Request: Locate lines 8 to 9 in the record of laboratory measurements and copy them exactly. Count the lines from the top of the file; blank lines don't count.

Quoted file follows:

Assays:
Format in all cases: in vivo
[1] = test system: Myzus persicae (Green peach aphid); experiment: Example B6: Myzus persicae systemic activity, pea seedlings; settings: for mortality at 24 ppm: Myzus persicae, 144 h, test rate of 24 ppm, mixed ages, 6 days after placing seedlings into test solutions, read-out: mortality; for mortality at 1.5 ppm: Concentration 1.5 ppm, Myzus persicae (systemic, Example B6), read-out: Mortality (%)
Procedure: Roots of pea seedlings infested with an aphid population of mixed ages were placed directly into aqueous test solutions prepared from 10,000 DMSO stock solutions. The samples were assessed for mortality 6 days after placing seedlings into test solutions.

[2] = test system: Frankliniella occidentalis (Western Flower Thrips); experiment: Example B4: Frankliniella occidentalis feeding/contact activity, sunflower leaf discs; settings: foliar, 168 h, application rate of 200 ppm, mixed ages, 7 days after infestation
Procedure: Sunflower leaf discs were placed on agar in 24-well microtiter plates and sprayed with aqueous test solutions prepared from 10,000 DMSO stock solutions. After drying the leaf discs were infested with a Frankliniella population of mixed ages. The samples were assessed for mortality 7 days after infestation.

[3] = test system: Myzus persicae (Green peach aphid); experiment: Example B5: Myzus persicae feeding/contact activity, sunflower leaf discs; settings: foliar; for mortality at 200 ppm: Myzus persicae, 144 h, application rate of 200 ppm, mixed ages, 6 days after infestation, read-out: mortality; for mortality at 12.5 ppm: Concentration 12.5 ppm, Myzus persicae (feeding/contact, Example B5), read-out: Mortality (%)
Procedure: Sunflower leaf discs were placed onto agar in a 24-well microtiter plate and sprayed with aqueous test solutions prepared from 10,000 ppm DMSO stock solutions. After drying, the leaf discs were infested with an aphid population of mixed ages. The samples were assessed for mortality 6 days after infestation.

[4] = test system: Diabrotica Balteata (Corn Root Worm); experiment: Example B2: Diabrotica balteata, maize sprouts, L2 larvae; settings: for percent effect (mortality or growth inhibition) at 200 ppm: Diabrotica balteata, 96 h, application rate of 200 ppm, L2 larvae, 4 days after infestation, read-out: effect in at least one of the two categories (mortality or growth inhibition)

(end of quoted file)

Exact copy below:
Procedure: Sunflower leaf discs were placed onto agar in a 24-well microtiter plate and sprayed with aqueous test solutions prepared from 10,000 ppm DMSO stock solutions. After drying, the leaf discs were infested with an aphid population of mixed ages. The samples were assessed for mortality 6 days after infestation.

[4] = test system: Diabrotica Balteata (Corn Root Worm); experiment: Example B2: Diabrotica balteata, maize sprouts, L2 larvae; settings: for percent effect (mortality or growth inhibition) at 200 ppm: Diabrotica balteata, 96 h, application rate of 200 ppm, L2 larvae, 4 days after infestation, read-out: effect in at least one of the two categories (mortality or growth inhibition)